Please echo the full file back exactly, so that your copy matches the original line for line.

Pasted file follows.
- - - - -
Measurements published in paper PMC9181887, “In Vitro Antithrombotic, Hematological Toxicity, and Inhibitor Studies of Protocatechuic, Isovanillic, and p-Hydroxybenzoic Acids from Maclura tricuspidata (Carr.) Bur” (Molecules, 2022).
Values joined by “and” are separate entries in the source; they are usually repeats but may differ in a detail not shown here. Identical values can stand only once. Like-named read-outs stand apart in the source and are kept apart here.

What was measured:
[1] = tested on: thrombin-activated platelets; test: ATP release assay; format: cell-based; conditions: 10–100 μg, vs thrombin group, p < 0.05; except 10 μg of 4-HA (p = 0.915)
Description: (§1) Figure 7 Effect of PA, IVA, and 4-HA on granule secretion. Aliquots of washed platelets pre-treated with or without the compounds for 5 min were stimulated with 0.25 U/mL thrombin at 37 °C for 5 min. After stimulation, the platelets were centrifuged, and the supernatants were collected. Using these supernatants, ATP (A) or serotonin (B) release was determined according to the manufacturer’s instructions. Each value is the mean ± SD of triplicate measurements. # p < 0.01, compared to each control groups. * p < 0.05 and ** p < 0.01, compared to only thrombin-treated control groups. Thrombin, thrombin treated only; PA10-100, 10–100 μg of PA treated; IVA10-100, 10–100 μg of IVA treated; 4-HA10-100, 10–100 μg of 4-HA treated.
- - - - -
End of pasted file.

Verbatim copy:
Measurements published in paper PMC9181887, “In Vitro Antithrombotic, Hematological Toxicity, and Inhibitor Studies of Protocatechuic, Isovanillic, and p-Hydroxybenzoic Acids from Maclura tricuspidata (Carr.) Bur” (Molecules, 2022).
Values joined by “and” are separate entries in the source; they are usually repeats but may differ in a detail not shown here. Identical values can stand only once. Like-named read-outs stand apart in the source and are kept apart here.

What was measured:
[1] = tested on: thrombin-activated platelets; test: ATP release assay; format: cell-based; conditions: 10–100 μg, vs thrombin group, p < 0.05; except 10 μg of 4-HA (p = 0.915)
Description: (§1) Figure 7 Effect of PA, IVA, and 4-HA on granule secretion. Aliquots of washed platelets pre-treated with or without the compounds for 5 min were stimulated with 0.25 U/mL thrombin at 37 °C for 5 min. After stimulation, the platelets were centrifuged, and the supernatants were collected. Using these supernatants, ATP (A) or serotonin (B) release was determined according to the manufacturer’s instructions. Each value is the mean ± SD of triplicate measurements. # p < 0.01, compared to each control groups. * p < 0.05 and ** p < 0.01, compared to only thrombin-treated control groups. Thrombin, thrombin treated only; PA10-100, 10–100 μg of PA treated; IVA10-100, 10–100 μg of IVA treated; 4-HA10-100, 10–100 μg of 4-HA treated.